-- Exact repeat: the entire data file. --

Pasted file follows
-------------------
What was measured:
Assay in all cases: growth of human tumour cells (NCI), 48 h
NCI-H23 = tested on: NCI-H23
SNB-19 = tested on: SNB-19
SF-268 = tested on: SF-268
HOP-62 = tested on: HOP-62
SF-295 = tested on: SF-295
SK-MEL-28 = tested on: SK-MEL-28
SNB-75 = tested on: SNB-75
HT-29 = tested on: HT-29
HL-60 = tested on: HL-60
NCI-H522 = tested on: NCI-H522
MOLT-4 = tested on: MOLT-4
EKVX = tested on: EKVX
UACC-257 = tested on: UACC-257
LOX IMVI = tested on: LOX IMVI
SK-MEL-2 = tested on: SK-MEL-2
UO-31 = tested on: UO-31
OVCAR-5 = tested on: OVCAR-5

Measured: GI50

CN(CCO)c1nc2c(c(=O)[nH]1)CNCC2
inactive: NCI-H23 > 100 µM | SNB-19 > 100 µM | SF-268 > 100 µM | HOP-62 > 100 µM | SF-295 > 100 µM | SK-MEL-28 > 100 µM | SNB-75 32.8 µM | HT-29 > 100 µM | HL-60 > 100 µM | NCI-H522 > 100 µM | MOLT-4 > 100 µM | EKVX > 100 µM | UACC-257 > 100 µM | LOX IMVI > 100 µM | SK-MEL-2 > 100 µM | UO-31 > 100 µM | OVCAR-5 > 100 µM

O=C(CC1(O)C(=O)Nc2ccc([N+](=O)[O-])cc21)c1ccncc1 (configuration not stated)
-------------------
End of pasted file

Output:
What was measured:
Assay in all cases: growth of human tumour cells (NCI), 48 h
NCI-H23 = tested on: NCI-H23
SNB-19 = tested on: SNB-19
SF-268 = tested on: SF-268
HOP-62 = tested on: HOP-62
SF-295 = tested on: SF-295
SK-MEL-28 = tested on: SK-MEL-28
SNB-75 = tested on: SNB-75
HT-29 = tested on: HT-29
HL-60 = tested on: HL-60
NCI-H522 = tested on: NCI-H522
MOLT-4 = tested on: MOLT-4
EKVX = tested on: EKVX
UACC-257 = tested on: UACC-257
LOX IMVI = tested on: LOX IMVI
SK-MEL-2 = tested on: SK-MEL-2
UO-31 = tested on: UO-31
OVCAR-5 = tested on: OVCAR-5

Measured: GI50

CN(CCO)c1nc2c(c(=O)[nH]1)CNCC2
inactive: NCI-H23 > 100 µM | SNB-19 > 100 µM | SF-268 > 100 µM | HOP-62 > 100 µM | SF-295 > 100 µM | SK-MEL-28 > 100 µM | SNB-75 32.8 µM | HT-29 > 100 µM | HL-60 > 100 µM | NCI-H522 > 100 µM | MOLT-4 > 100 µM | EKVX > 100 µM | UACC-257 > 100 µM | LOX IMVI > 100 µM | SK-MEL-2 > 100 µM | UO-31 > 100 µM | OVCAR-5 > 100 µM

O=C(CC1(O)C(=O)Nc2ccc([N+](=O)[O-])cc21)c1ccncc1 (configuration not stated)